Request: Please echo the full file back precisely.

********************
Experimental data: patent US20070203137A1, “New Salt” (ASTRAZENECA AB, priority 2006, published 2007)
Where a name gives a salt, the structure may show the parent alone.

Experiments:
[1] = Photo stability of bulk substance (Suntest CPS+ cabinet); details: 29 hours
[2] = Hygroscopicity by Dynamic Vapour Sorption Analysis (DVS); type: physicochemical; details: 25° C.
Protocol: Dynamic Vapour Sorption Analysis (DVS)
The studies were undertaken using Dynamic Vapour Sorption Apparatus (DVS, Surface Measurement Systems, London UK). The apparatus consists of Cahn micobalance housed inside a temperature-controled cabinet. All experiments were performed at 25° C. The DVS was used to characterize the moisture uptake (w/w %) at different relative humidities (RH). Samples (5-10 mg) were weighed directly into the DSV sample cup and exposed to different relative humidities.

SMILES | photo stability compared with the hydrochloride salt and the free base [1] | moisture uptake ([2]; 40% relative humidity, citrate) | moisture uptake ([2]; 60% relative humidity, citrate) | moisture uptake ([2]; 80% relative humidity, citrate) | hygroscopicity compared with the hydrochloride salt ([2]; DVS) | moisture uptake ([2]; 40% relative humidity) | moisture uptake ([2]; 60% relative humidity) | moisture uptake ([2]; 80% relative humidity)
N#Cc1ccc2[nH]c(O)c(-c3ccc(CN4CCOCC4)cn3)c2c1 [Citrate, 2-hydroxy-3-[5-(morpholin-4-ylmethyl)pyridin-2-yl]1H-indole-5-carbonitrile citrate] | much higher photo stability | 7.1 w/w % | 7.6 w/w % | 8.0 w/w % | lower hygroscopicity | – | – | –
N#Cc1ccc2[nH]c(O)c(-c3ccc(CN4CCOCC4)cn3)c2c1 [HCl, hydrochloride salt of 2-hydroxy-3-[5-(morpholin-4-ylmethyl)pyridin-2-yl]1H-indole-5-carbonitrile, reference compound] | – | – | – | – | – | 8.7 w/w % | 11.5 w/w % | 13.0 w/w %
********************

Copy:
Experimental data: patent US20070203137A1, “New Salt” (ASTRAZENECA AB, priority 2006, published 2007)
Where a name gives a salt, the structure may show the parent alone.

Experiments:
[1] = Photo stability of bulk substance (Suntest CPS+ cabinet); details: 29 hours
[2] = Hygroscopicity by Dynamic Vapour Sorption Analysis (DVS); type: physicochemical; details: 25° C.
Protocol: Dynamic Vapour Sorption Analysis (DVS)
The studies were undertaken using Dynamic Vapour Sorption Apparatus (DVS, Surface Measurement Systems, London UK). The apparatus consists of Cahn micobalance housed inside a temperature-controled cabinet. All experiments were performed at 25° C. The DVS was used to characterize the moisture uptake (w/w %) at different relative humidities (RH). Samples (5-10 mg) were weighed directly into the DSV sample cup and exposed to different relative humidities.

SMILES | photo stability compared with the hydrochloride salt and the free base [1] | moisture uptake ([2]; 40% relative humidity, citrate) | moisture uptake ([2]; 60% relative humidity, citrate) | moisture uptake ([2]; 80% relative humidity, citrate) | hygroscopicity compared with the hydrochloride salt ([2]; DVS) | moisture uptake ([2]; 40% relative humidity) | moisture uptake ([2]; 60% relative humidity) | moisture uptake ([2]; 80% relative humidity)
N#Cc1ccc2[nH]c(O)c(-c3ccc(CN4CCOCC4)cn3)c2c1 [Citrate, 2-hydroxy-3-[5-(morpholin-4-ylmethyl)pyridin-2-yl]1H-indole-5-carbonitrile citrate] | much higher photo stability | 7.1 w/w % | 7.6 w/w % | 8.0 w/w % | lower hygroscopicity | – | – | –
N#Cc1ccc2[nH]c(O)c(-c3ccc(CN4CCOCC4)cn3)c2c1 [HCl, hydrochloride salt of 2-hydroxy-3-[5-(morpholin-4-ylmethyl)pyridin-2-yl]1H-indole-5-carbonitrile, reference compound] | – | – | – | – | – | 8.7 w/w % | 11.5 w/w % | 13.0 w/w %